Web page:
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WEC 155ers < UFC 155ers

Josh Gross shares some of his thoughts from WEC 46, and one of them is that the WEC’s 155 division doesn’t hold a candle to the UFC’s. Duuuuuuuuuuuuuuh:

WEC matchmaker Sean Shelby has his work cut out for him before he or anyone in the organization can legitimately argue its lot of 155-pound fighters are on par with the best at the weight.

After Henderson solidified the promotion’s lightweight belt in Sunday’s main event — a competitive yet not altogether compelling fight — it doesn’t feel out of bounds to suggest there isn’t a lightweight in the top 20 currently competing for the WEC. That may change over time, but it’ll take a lot of work.

Henderson, 25, has the best chance of moving up the ranks. What he needs are opponents, preferably quality names, to measure himself against. Beating Varner or Donald Cerrone won’t cut it, not if he wants to jump into the top 10.

Dear freaking lord, if Benson Henderson has the best chance of moving up that’s a sad state of affairs. He might be the kind of guy who’s got a shot at beating anyone on any given night, but a UFC run would most likely end with pretty consistent bitchslaps from anyone above gatekeeper level and probably some losses to strategic and careful (read: boring) fighters floating around the lower end of the pack too.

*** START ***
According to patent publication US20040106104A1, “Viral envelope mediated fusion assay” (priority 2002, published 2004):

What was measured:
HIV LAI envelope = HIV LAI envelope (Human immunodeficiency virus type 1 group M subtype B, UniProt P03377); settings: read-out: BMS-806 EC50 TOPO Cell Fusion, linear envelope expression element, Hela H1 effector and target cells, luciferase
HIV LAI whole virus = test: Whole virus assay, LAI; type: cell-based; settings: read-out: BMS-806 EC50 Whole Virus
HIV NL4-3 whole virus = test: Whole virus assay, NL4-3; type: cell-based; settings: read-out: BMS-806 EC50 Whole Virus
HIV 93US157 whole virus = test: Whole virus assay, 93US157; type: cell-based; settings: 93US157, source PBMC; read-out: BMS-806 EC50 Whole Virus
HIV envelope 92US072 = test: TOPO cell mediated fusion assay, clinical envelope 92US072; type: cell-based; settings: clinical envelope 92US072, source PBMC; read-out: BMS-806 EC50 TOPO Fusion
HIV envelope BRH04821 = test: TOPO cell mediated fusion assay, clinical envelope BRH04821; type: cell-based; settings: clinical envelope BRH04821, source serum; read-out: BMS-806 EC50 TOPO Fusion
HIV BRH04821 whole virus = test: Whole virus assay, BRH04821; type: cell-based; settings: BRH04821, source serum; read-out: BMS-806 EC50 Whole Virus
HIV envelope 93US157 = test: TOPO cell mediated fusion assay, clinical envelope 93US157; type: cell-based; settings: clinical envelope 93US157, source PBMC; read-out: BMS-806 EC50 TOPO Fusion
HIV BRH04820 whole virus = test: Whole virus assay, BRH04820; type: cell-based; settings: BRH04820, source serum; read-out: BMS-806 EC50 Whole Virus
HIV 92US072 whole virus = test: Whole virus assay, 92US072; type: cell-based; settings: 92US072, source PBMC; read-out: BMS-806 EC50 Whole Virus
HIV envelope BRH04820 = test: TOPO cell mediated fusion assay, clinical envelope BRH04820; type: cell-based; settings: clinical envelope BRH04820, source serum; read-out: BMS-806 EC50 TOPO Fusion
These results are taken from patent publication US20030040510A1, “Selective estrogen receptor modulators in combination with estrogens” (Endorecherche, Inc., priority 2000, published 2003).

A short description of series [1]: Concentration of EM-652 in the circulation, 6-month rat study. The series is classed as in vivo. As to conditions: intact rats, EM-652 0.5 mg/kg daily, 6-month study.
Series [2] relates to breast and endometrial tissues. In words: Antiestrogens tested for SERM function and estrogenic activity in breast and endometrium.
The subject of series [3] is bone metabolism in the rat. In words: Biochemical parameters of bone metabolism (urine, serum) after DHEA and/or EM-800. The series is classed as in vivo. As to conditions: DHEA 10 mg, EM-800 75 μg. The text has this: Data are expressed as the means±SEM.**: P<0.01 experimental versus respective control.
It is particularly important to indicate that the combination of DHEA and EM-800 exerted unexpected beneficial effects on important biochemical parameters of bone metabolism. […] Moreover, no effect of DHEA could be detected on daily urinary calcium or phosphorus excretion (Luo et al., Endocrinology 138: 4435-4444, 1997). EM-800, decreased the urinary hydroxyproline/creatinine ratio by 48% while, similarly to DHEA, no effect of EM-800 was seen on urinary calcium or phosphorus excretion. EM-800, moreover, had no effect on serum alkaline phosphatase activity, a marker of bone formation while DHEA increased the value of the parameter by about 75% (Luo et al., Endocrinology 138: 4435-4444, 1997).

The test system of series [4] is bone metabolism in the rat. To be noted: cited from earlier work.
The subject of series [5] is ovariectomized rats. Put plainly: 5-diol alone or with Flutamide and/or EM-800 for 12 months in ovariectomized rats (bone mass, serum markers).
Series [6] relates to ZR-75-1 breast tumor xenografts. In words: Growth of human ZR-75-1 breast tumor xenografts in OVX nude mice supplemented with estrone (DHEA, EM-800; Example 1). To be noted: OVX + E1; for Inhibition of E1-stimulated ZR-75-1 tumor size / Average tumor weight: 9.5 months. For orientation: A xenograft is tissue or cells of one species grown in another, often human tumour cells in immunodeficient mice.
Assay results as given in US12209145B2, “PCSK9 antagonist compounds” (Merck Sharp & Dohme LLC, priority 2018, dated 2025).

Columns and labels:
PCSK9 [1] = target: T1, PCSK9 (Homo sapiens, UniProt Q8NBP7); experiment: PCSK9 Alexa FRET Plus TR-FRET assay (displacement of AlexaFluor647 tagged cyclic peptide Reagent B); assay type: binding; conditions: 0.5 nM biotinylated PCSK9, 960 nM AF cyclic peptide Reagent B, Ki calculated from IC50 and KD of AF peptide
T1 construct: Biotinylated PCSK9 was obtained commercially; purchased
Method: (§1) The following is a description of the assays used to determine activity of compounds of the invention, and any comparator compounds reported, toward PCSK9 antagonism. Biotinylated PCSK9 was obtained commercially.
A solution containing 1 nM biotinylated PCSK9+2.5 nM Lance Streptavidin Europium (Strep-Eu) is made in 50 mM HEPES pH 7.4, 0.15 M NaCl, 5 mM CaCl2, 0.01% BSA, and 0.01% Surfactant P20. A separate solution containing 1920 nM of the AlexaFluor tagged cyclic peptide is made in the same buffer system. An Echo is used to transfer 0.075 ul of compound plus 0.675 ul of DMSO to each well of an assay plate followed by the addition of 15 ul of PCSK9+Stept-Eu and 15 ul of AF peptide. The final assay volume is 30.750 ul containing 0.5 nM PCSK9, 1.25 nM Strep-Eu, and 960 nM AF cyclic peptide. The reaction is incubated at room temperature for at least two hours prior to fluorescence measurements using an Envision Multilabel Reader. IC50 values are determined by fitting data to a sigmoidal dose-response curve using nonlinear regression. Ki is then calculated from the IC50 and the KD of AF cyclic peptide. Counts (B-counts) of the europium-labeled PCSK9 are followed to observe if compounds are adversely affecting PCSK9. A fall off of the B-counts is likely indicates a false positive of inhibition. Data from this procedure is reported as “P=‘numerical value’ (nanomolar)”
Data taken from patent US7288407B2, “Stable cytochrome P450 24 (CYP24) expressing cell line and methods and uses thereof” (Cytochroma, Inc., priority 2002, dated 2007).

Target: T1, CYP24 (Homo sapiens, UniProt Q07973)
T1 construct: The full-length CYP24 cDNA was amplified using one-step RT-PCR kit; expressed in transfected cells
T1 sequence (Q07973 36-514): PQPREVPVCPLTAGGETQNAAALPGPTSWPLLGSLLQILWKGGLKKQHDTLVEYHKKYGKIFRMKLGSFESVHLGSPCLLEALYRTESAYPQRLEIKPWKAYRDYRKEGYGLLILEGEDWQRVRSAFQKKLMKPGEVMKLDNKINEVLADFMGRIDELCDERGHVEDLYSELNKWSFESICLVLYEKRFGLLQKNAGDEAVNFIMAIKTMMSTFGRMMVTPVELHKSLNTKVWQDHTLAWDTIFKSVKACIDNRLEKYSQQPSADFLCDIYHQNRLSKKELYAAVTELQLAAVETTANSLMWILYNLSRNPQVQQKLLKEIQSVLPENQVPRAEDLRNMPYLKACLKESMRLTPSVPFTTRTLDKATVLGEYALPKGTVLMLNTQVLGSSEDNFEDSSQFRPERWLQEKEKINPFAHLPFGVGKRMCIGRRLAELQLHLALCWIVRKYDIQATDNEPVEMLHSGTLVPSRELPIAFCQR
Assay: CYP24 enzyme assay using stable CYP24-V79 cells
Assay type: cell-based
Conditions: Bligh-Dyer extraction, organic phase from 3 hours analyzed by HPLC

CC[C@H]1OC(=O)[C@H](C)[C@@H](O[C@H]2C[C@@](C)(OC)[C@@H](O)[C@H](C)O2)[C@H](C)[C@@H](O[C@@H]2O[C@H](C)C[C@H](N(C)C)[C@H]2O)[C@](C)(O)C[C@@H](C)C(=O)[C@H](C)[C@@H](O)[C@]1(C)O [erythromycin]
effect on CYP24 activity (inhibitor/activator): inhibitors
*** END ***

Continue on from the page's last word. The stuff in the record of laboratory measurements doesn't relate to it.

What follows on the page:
But here’s the interesting thing: it doesn’t matter that the WEC’s lightweight division doesn’t rank – people enjoy it because the guys in there are exciting. Donald Cerrone might not crack anyone’s top 10 lightweight list, but I’m sure many of these same people still have him on their favorites list because it’s entertaining to watch him fight.

This is why I don’t get why the UFC refuses to fold the 135 and 145 divisions into it’s own promotion and just run the entire WEC like they kinda already run the lightweight division: as UFC Lite. It fixes so many problems. Guys like Brown, Torres, and Faber get the exposure and money they deserve. The UFC gets more belts to contest, and the extra 100K+ PPV buys that belts tend to add onto a show. And the WEC then becomes an option when it comes to exciting fighters that can’t quite hack it in the UFC. That could help them keep a lot of guys they have to cut from winding up with competitors.

Anyways, that’s my cracky opinion on what the WEC should become, for what it’s worth. The WEC’s lightweight division is already a de facto second tier UFC lightweight division, they just refuse to acknowledge it and take advantage of the situation. Maybe that’ll change down the road, and who knows … maybe it’ll move the rest of the WEC in the same direction.